Its moves have included requiring Viagogo and StubHub to remove misleading messaging about ticket availability and to tell customers where the tickets they buy might lead to them being turned away at the door.

George Lusty, senior director for consumer protection at the CMA, said: “While it is clear that concerns about the sector remain, there are limits to what the CMA and other enforcers can do with their current powers.

“With live music and sporting events starting back up, we want the Government to take action to strengthen the current laws and introduce a licensing regime for secondary ticketing platforms.

“If adopted, these proposals will help prevent people getting ripped off by unscrupulous resellers online and we stand ready to help the Government to implement them.”

Previously, resellers had to hawk their tickets outside events, limiting their reach to the customers they could entice outside a gig.

But the dawn of the internet made it much easier to bulk-buy tickets and resell them at a profit on a large scale.

The CMA said the value of secondary tickets sold via online platforms was around £350 million last year.

Most tickets sold StubHub and Viagogo – which control 90% of the market – are sold at a more than 50% mark-up, the CMA added.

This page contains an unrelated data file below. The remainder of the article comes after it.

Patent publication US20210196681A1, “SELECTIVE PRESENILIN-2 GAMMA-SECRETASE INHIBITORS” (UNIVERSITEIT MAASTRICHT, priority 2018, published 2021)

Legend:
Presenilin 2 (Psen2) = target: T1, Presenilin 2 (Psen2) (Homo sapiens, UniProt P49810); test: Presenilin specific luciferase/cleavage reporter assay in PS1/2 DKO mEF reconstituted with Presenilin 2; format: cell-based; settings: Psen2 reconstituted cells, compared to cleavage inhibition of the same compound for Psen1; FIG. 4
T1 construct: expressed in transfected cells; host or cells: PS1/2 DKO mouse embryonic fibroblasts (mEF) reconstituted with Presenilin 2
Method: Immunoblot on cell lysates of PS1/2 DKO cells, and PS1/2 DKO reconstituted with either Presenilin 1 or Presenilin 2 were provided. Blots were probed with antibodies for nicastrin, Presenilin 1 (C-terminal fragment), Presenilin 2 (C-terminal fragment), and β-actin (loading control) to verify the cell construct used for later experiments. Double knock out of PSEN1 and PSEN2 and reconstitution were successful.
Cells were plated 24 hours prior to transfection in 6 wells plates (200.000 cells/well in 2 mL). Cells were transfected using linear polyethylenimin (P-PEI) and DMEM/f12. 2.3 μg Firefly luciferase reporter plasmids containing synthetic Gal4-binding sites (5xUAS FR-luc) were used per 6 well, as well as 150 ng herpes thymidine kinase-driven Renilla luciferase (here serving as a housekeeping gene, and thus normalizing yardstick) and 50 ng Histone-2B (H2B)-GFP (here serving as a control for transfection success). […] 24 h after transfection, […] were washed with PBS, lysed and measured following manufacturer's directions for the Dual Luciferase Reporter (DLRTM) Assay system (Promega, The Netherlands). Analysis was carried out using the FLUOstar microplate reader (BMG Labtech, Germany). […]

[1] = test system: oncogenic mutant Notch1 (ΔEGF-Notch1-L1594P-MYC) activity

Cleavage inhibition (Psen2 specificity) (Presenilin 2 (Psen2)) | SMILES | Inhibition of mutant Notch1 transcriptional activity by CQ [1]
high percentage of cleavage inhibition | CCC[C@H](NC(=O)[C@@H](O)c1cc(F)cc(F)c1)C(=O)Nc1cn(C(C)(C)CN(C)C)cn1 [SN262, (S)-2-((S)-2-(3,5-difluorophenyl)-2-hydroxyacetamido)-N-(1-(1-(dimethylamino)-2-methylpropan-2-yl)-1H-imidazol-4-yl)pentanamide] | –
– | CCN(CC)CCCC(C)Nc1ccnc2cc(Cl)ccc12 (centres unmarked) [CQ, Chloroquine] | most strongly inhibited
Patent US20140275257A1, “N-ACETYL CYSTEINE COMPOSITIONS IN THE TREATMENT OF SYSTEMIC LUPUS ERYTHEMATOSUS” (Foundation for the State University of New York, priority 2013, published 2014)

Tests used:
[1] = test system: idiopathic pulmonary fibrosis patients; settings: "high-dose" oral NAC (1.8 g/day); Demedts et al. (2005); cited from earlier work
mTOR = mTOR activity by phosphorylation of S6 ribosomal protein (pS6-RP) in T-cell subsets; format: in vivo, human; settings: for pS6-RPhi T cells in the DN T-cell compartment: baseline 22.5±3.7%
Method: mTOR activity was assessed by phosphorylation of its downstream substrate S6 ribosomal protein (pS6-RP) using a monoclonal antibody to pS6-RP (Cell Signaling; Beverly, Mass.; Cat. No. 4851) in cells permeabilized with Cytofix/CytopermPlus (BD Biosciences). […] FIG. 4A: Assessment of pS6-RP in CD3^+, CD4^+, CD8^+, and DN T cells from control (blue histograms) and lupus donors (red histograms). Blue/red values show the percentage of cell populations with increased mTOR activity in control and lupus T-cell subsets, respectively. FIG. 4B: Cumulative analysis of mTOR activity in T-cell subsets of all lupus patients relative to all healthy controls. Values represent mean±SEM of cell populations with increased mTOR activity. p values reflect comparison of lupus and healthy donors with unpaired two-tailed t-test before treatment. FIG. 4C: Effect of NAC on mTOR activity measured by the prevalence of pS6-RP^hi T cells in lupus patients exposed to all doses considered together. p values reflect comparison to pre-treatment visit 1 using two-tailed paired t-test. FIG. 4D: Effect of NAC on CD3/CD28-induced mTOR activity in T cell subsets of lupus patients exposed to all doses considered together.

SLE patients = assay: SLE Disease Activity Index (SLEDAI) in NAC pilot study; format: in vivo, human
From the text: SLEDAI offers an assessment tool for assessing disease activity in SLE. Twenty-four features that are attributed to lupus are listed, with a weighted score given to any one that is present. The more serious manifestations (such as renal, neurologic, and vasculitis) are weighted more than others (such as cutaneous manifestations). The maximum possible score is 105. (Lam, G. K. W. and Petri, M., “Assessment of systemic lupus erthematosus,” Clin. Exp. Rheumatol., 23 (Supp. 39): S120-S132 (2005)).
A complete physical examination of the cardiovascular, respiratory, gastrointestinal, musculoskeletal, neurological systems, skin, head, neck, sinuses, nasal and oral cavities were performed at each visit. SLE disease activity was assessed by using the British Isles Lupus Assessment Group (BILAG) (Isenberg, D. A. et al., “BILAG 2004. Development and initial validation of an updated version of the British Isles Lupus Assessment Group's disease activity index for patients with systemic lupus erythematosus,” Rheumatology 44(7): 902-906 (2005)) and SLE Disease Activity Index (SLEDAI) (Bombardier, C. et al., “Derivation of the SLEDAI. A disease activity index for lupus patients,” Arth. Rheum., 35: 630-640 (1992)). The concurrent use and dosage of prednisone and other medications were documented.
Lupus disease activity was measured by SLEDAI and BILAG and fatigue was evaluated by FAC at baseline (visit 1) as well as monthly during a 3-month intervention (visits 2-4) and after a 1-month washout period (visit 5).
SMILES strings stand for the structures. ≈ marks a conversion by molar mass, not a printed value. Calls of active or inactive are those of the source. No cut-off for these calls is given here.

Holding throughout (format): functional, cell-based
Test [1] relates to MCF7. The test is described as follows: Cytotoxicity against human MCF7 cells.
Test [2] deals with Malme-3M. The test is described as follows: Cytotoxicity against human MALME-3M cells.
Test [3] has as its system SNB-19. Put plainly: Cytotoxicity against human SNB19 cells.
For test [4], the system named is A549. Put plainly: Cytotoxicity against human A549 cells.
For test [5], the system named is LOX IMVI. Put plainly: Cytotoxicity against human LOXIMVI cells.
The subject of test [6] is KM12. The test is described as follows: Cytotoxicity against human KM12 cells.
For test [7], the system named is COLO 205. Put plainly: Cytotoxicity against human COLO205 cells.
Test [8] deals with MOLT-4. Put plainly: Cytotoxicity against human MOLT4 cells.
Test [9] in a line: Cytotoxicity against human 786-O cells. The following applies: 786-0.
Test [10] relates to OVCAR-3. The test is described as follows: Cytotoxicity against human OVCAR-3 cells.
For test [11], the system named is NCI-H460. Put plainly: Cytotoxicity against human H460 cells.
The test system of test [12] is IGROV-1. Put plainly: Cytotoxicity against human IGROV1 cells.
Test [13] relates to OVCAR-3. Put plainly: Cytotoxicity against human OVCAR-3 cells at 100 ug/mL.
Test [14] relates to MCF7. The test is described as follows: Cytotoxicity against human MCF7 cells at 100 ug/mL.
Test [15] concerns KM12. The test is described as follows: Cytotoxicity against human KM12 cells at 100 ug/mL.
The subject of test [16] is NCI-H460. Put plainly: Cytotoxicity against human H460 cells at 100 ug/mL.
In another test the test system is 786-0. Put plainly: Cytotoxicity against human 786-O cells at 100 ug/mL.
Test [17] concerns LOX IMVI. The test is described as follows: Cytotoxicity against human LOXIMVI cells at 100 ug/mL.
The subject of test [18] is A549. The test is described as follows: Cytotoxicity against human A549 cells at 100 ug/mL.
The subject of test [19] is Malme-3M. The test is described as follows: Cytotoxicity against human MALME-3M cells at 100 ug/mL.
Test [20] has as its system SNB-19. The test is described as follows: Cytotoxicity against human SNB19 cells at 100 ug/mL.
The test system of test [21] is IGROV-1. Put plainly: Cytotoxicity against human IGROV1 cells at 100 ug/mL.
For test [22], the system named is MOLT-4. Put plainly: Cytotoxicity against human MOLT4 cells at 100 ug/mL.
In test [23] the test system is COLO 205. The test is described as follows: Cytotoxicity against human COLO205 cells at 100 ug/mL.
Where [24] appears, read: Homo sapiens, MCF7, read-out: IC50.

Just 200 resellers on those sites account for around half of all ticket sales by value.

“A considerable proportion of these resellers may be deploying illegal practices to bulk-purchase tickets from the primary market,” the CMA said.

Adam French, Which? consumer rights expert, said: “The Government should implement these recommendations as soon as possible and push forward with plans to give the CMA much stronger powers to enforce consumer law.”

Viagogo said: “The CMA notes their report is not as a result of customer complaints and, moreover, that a ban on secondary platforms would lead to an explosion in black market sources for tickets.

“We have argued strongly that the UK should grasp the opportunity of the Covid-19 recovery to improve the events industry and strengthen market collaboration between all players including event organisers, venues, primary and resale platforms.

“We are open to all ideas as to how that is achieved, but it must be carefully considered and focused on improving the industry’s service for customers.”

A spokesperson for StubHub said: “As the CMA report indicates, consumers benefit from regulated secondary ticket platforms, like StubHub.”

“We have a long history of collaborating with regulators in the interests of our fans and will continue to support measures that promote a secure, transparent, and competitive ticket marketplace.

“We believe that the tools are in place today, through existing law, to protect consumers and address the potential issues highlighted by the CMA.

“We encourage any ongoing regulatory discussions to be comprehensive and include a review of practices by primary ticket sellers that disadvantage fans such as restrictions on transferability or the way tickets are allocated for sale.”